The printing of the Scriptures often presents problems: in some areas it is high costs, including short print runs for languages with fewer speakers; in others it is the lack of facilities or materials needed to print. The price of Bibles to the public is often reduced through subsidies in order to ease access for those who want to read. Pray for the provision of everything needed for this ongoing ministry: workers, finance, materials and machinery. The UBS annual budget is in the tens of millions of US dollars. A major fundraising initiative - "Opportunity 21" - has sought to assist in raising the finances to see more extensive Bible distribution as well as training for staff members of the younger Bible Societies around the world.
Bible distribution in the early days depended on missionaries, or colporteurs selling or giving Scriptures, often at the risk of their lives. In many countries the Bible was banned and copies had to be smuggled in. This went on until recently and continues even today in some countries, especially in Asia and the Middle East. This requires prayer, as Christians can be imprisoned - or worse - for giving out the Scriptures. Establishing Bible distribution operations in a country often requires much effort on the logistical, legal and financial fronts. War, political crises and unsympathetic or hostile governments make for long and difficult negotiations.Sometimes the UBS depot or bookstore is the only source of Christian literature and Bibles in a country. In others, a vast network of churches, shops and local distributors can move millions of portions of the Scriptures each year. Today there are many organizations that sell or distribute Bibles or portions. The Bible is also widely available on the Internet for download, even for free, a great blessing especially in places where it is dangerous to show an interest in Christianity.In 2015, total distribution of Scriptures by Bible Societies was 34 million Bibles, 13 million New Testaments, and 420 million portions of the Scripture! Pray for the Word of God to go forth through the written or audio Scriptures, into the hands of all who have ears to hear.
Major Bible publishers and distributors. Pray specifically for these ministries:
- Gideons International, since 1899, has distributed copies of the Bible in over 80 languages, especially in hotel and motel rooms and to school children, the armed forces, in hospitals and elsewhere. The Gideons have given away over 2 billion Scriptures since 1908 - 80 million annually, in over 100 languages and over 200 countries.
- Trinitarian Bible Society gave away over 1.9 million portions of Scripture (including whole Bibles) last year. Another 7.7 million were sold at greatly reduced costs.
- SGM Lifewords is a Christian charity producing free Bible resources for people all around the world. SGM works in partnership with Christians and Christian agencies who share these booklets and leaflets with others on a one-to-one basis. SGM has given away more than 22 million pieces of literature in over 1000 languages and dialects worldwide.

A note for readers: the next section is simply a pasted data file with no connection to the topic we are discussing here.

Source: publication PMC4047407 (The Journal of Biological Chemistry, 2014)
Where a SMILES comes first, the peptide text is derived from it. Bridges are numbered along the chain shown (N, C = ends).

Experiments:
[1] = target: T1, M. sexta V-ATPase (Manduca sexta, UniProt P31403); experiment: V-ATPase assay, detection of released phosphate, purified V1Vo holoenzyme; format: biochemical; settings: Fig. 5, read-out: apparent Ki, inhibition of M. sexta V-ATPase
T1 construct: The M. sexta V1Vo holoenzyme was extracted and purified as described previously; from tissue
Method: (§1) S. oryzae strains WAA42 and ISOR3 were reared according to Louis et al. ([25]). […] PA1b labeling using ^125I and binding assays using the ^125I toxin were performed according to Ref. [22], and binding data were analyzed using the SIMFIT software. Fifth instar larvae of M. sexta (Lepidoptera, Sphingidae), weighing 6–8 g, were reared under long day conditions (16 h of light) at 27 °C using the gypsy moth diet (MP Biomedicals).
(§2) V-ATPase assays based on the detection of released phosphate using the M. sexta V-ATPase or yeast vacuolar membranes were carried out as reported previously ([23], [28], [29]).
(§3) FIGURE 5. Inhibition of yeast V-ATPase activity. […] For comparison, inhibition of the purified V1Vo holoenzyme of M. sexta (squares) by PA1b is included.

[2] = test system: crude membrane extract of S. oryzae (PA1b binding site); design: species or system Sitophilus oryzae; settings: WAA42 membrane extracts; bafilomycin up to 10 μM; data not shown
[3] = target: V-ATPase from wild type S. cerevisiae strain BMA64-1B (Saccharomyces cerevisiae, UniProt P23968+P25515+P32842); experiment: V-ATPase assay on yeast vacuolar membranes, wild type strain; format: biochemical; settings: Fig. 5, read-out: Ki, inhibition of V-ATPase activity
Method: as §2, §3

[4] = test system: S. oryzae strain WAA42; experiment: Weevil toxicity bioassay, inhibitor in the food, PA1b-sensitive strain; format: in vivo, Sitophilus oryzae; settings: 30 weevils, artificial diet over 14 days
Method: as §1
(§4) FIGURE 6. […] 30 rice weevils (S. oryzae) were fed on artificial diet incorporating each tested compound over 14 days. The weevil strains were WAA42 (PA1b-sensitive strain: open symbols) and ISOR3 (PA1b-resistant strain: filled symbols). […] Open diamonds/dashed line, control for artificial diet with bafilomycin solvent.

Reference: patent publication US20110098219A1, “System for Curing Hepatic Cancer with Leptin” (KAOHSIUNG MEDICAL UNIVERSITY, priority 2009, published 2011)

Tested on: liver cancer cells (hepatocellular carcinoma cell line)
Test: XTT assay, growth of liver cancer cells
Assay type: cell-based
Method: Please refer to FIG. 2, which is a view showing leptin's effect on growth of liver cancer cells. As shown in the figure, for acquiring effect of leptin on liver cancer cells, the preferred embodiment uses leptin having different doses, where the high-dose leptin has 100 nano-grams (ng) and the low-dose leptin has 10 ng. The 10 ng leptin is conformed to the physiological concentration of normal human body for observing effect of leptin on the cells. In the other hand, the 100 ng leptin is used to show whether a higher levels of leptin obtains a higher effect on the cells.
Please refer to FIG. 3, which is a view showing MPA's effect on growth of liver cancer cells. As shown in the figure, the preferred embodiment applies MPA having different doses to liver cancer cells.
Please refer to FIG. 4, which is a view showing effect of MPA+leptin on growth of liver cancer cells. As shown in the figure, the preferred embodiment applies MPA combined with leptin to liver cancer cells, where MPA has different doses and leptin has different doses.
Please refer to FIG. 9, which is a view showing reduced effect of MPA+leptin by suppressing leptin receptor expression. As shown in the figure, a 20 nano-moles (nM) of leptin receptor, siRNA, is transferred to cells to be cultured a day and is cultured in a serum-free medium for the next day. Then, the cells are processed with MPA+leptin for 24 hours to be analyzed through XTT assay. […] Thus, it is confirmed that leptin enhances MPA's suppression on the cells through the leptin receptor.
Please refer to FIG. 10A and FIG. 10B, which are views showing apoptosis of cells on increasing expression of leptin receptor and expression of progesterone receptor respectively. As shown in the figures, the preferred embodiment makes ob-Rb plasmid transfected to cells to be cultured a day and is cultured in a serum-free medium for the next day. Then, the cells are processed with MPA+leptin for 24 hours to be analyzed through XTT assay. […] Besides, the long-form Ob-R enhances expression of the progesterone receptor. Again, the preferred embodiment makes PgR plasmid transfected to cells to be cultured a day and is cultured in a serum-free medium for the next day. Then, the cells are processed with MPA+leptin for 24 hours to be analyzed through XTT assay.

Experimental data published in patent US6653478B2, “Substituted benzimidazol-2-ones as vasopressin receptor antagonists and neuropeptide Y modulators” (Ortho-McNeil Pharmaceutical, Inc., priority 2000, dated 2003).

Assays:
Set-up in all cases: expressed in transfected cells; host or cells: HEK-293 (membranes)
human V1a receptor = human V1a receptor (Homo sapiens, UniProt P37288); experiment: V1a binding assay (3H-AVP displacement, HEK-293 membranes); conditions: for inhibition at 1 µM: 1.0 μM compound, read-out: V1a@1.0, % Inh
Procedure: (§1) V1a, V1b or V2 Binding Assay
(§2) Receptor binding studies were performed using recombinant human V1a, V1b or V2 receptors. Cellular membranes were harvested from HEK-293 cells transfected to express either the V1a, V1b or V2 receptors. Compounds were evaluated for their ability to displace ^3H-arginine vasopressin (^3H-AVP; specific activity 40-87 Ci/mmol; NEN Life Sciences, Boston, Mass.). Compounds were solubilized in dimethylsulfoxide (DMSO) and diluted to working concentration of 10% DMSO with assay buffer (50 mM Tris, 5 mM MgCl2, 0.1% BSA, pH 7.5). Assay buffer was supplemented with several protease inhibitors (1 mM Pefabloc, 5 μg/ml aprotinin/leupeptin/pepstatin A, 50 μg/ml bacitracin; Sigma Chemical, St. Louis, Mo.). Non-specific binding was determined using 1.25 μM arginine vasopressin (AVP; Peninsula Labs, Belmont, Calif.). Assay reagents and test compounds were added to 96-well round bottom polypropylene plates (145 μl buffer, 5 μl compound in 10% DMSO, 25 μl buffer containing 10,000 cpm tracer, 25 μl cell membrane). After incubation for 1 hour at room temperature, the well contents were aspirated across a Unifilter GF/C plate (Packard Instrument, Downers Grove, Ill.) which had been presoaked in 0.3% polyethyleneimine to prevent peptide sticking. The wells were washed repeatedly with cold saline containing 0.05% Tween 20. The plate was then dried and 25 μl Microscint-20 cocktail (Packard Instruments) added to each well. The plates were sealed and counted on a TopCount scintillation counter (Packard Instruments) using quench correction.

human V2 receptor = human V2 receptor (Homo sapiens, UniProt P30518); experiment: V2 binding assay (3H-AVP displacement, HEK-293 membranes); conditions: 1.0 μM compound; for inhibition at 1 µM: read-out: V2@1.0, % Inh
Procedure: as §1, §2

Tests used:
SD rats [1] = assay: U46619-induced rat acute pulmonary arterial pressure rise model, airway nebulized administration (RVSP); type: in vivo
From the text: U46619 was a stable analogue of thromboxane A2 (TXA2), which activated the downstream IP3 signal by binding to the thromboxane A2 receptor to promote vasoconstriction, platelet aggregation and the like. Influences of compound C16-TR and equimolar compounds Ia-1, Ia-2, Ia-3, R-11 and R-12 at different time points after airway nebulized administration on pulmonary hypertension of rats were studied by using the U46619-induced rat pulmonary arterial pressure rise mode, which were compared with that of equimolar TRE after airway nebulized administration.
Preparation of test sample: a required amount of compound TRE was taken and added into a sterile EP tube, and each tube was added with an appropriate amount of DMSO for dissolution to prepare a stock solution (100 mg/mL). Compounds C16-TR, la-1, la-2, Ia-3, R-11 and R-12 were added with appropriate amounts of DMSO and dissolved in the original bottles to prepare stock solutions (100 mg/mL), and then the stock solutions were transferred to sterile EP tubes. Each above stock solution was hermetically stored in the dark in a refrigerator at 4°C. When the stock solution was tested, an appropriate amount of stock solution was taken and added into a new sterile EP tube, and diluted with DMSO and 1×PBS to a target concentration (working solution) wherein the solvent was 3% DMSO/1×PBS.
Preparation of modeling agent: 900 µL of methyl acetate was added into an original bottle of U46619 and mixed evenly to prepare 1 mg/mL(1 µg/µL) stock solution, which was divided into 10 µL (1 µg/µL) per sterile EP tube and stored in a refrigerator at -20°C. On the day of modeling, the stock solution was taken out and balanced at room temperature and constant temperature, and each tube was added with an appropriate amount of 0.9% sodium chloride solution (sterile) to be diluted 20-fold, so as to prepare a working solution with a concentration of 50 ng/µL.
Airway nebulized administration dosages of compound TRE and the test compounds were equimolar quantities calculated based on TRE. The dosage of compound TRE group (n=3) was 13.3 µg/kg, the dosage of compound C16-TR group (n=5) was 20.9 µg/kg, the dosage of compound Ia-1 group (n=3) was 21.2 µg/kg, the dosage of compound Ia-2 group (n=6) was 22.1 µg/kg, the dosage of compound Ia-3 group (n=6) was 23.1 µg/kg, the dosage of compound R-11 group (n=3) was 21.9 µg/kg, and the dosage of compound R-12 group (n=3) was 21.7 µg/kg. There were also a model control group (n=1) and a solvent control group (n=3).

- The Bible League provides Scriptures and trains people to use them for discipling seekers into church membership. Around 20 million Scriptures or portions thereof are distributed every year. The Bible League is also one of the leading providers of Scriptures to the Persecuted Church.
- The Pocket Testament League has a ministry of distributing Gospels and New Testaments in 100 or more countries in many languages. These are compiled in a manner to facilitate soul-winning and discipleship.
- Bibles Unbound, has given away over 3.3 million Bibles thus far. Voice of the Martyrs started this ministry in 2006 to get Bibles to Christians who cannot simply go to a bookstore and pick up a Bible. Bibles Unbound workers gather the names and addresses of people who would like to receive a Bible; many thousands await a Bible through this ministry.
Partnership for Bible translation. Through the combined ministries of the Bible Societies and Bible translation agencies, 95% of the world's population has access to Scripture in a language they can understand, though not always in a heart language. The remaining 5% represents over 300 million people. WBT's Vision 2025 aims to see a Bible translation programme started in every language that needs one by the year 2025 - since 1999, new translation programs for 617 languages have started for communities with no known Scriptures. This equals 82% of the 750 programs known to Wycliffe that started during this same time. The Epic Partnership unites WBT (Bible translation), YWAM (training young people for evangelism), Cru (audio/visual resources and national partnerships) and IMB (church planting strategies) to reach the estimated four billion people who learn primarily through the spoken rather than written word.
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Content taken or adapted from Operation World, 7th Edition (2010) and Pray for the World (2015). Both books are published by InterVarsity Press. All rights reserved.